currency

Claire Jones

IMF data to include Australian dollars. Getty

It is often forgotten that central banks are major players in global capital markets. At the last count, monetary authorities held reserves worth $10.5tn, according to International Monetary Fund data.

Most of this stockpile is thought to be invested in “safe” assets, such as government bonds of highly-rated sovereigns and gold. But, while some of the more open monetary authorities, such as the Swiss National Bank, provide some information about the currency composition of their reserves and asset allocation, most of the big reserves holders, located in Asia, don’t.

Not a lot is known about what’s held in central banks’ coffers. This matters because changes in central bank reserve managers’ behaviour can endanger financial stabilityRead more >>

What constitutes success for the world’s one-day yen policy? To minimise “excess volatility and disorderly movements in exchange rates,” if the G7 statement is anything to go by.

But then “volatility” is all a matter of time period. For instance, it has gone up over the one-day time horizon, with the very sharp weakening of the yen since central bank intervention began this morning. “Disorder” gives a little more wiggle room because it is defined by its effects. It might include, for instance, exchange rate movements that lead to a credit crunch. (One wonders, though, whether a rapid weakening of the yen would also have been classed as “disorderly”.)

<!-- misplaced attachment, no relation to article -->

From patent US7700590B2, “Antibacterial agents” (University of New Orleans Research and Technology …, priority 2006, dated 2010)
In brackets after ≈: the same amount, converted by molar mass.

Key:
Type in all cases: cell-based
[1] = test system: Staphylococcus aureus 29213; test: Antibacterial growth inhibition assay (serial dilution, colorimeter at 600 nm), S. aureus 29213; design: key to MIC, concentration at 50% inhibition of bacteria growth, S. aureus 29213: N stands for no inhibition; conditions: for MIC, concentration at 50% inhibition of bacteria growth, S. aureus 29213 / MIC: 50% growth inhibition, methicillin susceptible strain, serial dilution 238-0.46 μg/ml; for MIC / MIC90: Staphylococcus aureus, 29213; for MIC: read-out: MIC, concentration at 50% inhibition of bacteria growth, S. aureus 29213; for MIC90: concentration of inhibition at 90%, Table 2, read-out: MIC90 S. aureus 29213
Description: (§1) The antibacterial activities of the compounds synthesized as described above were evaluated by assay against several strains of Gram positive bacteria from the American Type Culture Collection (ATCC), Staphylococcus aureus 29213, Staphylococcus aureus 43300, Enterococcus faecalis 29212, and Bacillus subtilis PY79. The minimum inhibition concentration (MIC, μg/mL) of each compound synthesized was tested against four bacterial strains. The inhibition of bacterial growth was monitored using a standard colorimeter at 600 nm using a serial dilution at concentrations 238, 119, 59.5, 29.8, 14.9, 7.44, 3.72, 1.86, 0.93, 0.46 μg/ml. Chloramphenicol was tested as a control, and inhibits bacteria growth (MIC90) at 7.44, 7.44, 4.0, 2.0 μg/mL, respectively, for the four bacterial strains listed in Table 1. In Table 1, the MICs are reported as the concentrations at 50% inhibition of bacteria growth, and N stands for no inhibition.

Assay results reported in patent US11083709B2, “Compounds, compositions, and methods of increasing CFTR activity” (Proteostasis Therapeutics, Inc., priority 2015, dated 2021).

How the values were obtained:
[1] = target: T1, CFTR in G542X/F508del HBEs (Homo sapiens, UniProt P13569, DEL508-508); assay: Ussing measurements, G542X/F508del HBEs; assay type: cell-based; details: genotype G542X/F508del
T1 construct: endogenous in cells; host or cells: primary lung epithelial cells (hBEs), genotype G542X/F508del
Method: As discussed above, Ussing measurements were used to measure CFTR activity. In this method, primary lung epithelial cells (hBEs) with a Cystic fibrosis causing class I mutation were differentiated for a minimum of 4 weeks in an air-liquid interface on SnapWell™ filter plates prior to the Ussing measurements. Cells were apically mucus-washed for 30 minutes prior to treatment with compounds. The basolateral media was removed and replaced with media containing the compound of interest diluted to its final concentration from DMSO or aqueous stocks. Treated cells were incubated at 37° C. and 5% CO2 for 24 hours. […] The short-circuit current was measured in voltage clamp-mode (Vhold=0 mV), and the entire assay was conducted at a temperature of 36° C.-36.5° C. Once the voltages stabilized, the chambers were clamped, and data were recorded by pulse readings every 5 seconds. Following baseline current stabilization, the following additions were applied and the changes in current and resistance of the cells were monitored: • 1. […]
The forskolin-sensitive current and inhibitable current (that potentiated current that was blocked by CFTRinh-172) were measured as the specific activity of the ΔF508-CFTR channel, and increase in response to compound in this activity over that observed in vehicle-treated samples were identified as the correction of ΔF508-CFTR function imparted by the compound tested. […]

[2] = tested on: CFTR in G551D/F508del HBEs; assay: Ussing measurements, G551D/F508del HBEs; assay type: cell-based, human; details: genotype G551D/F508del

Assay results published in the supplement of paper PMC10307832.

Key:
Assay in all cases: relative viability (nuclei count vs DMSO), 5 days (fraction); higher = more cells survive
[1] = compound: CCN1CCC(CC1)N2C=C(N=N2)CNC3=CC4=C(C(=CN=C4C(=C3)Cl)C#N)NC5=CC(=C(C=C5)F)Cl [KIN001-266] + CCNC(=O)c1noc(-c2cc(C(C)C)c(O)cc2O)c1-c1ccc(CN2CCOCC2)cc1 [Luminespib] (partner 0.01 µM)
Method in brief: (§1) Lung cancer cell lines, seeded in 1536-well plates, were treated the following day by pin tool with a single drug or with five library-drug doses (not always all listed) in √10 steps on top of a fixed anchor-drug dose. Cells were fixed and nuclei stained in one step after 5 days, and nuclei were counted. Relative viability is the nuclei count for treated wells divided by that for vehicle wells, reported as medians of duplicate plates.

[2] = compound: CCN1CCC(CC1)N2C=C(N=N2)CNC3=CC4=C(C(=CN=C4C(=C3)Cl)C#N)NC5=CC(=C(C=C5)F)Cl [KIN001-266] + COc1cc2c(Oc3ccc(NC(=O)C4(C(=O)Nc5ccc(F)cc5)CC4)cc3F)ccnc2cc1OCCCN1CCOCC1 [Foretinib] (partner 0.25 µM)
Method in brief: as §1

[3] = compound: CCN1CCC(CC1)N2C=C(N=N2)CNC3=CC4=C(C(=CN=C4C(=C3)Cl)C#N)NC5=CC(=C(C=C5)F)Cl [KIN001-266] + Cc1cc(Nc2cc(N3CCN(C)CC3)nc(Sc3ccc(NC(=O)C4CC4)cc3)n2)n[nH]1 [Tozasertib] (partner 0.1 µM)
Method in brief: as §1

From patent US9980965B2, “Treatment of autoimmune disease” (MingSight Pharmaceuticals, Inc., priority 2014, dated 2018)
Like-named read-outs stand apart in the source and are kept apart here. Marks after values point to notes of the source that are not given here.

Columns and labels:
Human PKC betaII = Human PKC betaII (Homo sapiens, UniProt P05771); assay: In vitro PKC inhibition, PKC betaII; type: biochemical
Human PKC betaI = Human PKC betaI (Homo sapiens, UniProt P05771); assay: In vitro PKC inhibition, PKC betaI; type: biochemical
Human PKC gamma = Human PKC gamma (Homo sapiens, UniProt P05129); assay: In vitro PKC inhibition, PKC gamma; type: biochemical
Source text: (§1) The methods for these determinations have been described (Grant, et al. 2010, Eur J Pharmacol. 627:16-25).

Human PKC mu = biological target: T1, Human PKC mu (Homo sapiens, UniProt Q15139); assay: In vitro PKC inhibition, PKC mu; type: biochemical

Some pundits are saying the G7 action is at least partly self-interested. Certainly their participation is likely to cost them: their domestic currencies will appreciate, and the trades themselves are very likely to lose money as the yen eventually rebounds. Perhaps the tumbling Nikkei – and stocks elsewhere following – made these costs seem smaller. Success in these terms has been achieved – for today. American, European and British equities have gained today.

Other commentators suggest the moves are about defeating the speculators. If we could Read more >>

The Group of Seven industrialised nations have agreed to co-ordinated currency intervention for the first time in a decade to help Japan recover from its devastating earthquake, tsunami and nuclear crisis.

Authorities in Japan, the eurozone, the UK, Canada and the US agreed on Friday to help weaken the yen in a rolling intervention that began at 9am in Tokyo, which immediately pushed the yen down from above Y79 against the US dollar to below Y81. Read more >>

In an effort to tame inflation, Vietnam has increased both the refinancing and discount rates to 12 per cent. This is a huge increase of 5 percentage points for the discount rate, which was last raised from 6 to 7 per cent in November of last year. (Note: The chart, right, shows only the refinancing rate, which has been raised by a still-large 1 percentage point.) The statement made no mention of the base rate, which has been used as the benchmark and which appears to remain at 9 per cent.

The move comes hot on the heels of a raft of tightening measures last month, including a 2 percentage point rate rise in the refinancing rate and a 1 percentage point rise in the reverse repo rateRead more >>

Fighting currency appreciation is an expensive business. It cost the Swiss SFr 21bn ($23bn) before they gave up and let the franc rise. New figures out from the Bank of Israel show it cost them NIS 17.6bn ($4.8bn). The Bank’s overall loss was NIS 17.9, of which 98 per cent can be attributed to exchange rate moves.